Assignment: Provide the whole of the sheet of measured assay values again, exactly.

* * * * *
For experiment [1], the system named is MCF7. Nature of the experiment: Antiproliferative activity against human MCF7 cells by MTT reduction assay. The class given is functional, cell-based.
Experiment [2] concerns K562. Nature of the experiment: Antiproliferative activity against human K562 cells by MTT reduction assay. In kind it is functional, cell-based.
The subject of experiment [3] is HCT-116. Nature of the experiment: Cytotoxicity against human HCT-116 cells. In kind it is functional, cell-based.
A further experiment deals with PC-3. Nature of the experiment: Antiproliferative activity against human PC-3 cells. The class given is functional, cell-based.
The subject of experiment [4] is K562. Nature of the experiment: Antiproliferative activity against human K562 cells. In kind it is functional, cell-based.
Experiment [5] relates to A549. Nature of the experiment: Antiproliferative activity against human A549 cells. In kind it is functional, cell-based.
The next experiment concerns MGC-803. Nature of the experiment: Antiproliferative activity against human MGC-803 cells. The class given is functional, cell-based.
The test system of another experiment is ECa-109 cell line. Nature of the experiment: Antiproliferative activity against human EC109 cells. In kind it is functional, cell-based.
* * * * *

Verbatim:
For experiment [1], the system named is MCF7. Nature of the experiment: Antiproliferative activity against human MCF7 cells by MTT reduction assay. The class given is functional, cell-based.
Experiment [2] concerns K562. Nature of the experiment: Antiproliferative activity against human K562 cells by MTT reduction assay. In kind it is functional, cell-based.
The subject of experiment [3] is HCT-116. Nature of the experiment: Cytotoxicity against human HCT-116 cells. In kind it is functional, cell-based.
A further experiment deals with PC-3. Nature of the experiment: Antiproliferative activity against human PC-3 cells. The class given is functional, cell-based.
The subject of experiment [4] is K562. Nature of the experiment: Antiproliferative activity against human K562 cells. In kind it is functional, cell-based.
Experiment [5] relates to A549. Nature of the experiment: Antiproliferative activity against human A549 cells. In kind it is functional, cell-based.
The next experiment concerns MGC-803. Nature of the experiment: Antiproliferative activity against human MGC-803 cells. The class given is functional, cell-based.
The test system of another experiment is ECa-109 cell line. Nature of the experiment: Antiproliferative activity against human EC109 cells. In kind it is functional, cell-based.